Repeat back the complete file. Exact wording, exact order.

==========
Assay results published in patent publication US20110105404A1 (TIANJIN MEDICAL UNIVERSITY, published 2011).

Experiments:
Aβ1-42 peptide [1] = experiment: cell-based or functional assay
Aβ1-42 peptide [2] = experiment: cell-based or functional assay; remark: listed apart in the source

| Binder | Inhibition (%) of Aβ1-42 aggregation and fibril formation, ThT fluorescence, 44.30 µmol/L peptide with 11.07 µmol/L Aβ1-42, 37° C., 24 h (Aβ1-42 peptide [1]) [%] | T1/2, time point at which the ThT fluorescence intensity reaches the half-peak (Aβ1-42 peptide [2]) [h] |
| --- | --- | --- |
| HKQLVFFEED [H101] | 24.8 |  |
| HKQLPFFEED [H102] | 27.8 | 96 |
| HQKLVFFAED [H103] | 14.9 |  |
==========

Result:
Assay results published in patent publication US20110105404A1 (TIANJIN MEDICAL UNIVERSITY, published 2011).

Experiments:
Aβ1-42 peptide [1] = experiment: cell-based or functional assay
Aβ1-42 peptide [2] = experiment: cell-based or functional assay; remark: listed apart in the source

| Binder | Inhibition (%) of Aβ1-42 aggregation and fibril formation, ThT fluorescence, 44.30 µmol/L peptide with 11.07 µmol/L Aβ1-42, 37° C., 24 h (Aβ1-42 peptide [1]) [%] | T1/2, time point at which the ThT fluorescence intensity reaches the half-peak (Aβ1-42 peptide [2]) [h] |
| --- | --- | --- |
| HKQLVFFEED [H101] | 24.8 |  |
| HKQLPFFEED [H102] | 27.8 | 96 |
| HQKLVFFAED [H103] | 14.9 |  |